Coming back from the long Thanksgiving weekend to start a full week of work can be difficult. Ramping up energy levels and feeling productive after the turkey coma is challenging, but you have to remember to be grateful for gainful employment, right?
This wasn’t the case for everyone this week. On Monday, GM welcomed workers back from the holiday weekend with a bounty of pink slips. Yep, an estimated 14,000 employees learned they were losing their jobs. GM may close one Canadian plant and up to four U.S. plants, impacting factory workers and executives alike.
This came as a shock to many.
In general, the U.S. economy continues to thrive. GM itself is profitable. Yet the company cites poor sales of sedans and purchasing shifts toward SUVs as a reason it’s making the changes. Apparently, it hopes to invest more in future endeavors such as electronic and autonomous vehicles. No matter the reason, 15 percent of the company’s salaried workers are now without a job. This is the largest cutback since 2008, when GM went bankrupt during the financial crisis.
Were there silent signs these layoffs were coming?
Curious as always, we wanted to analyze the data to see if there were any indications that GM was preparing for a mass layoff. Job posting numbers can be used at both the strategic and tactical level. Did GM job listing data trends tell us something was brewing? The answer is yes.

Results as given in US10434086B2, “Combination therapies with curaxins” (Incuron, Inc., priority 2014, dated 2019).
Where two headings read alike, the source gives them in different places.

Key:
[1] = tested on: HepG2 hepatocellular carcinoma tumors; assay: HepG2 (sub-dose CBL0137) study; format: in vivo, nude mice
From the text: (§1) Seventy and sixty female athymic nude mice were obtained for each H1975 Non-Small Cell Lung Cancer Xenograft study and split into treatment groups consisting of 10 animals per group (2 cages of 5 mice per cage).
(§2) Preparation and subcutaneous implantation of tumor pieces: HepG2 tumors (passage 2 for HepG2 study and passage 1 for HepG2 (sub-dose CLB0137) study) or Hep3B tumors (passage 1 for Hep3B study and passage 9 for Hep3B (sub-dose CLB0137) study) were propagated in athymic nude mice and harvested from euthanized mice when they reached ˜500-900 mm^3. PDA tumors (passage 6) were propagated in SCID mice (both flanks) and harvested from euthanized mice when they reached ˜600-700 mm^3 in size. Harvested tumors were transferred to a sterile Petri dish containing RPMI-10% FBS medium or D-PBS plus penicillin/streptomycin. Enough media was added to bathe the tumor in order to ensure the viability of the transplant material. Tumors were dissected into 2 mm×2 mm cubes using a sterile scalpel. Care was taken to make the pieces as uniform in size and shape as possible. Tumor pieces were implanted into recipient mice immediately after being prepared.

Looking at this chart for job openings in the United States from Jan. 1, 2018, until today, there is a clear drop starting in early October. That means approximately two months ago GM deliberately slowed hiring by a massive amount. This is a red flag that something was happening behind the scenes.
Analyzing that huge drop in job listings over the past two months, we wanted to look at the specific jobs themselves. Of the job openings at GM in 2018, the top five occupations with job openings included engineers, computer-related positions, supervisors of production workers, business operations specialists and financial specialists.
Every one of these positions experienced double-digit drops in job openings in the last 60 days, with computer occupations coming in with the most significant drop at 61 percent, followed closely by business operations specialists at 57 percent. The combined top five jobs dropped an average of 56 percent in job listings in the two months before Monday’s announcement.
While these numbers alone may not indicate a mass layoff, they certainly show that something is occurring and it would be safe to say some type of change is likely on the horizon. Job listing data can be used in countless ways, and in this case it definitely provided clues that the layoff event was a possibility, or if you’re so bold, probable.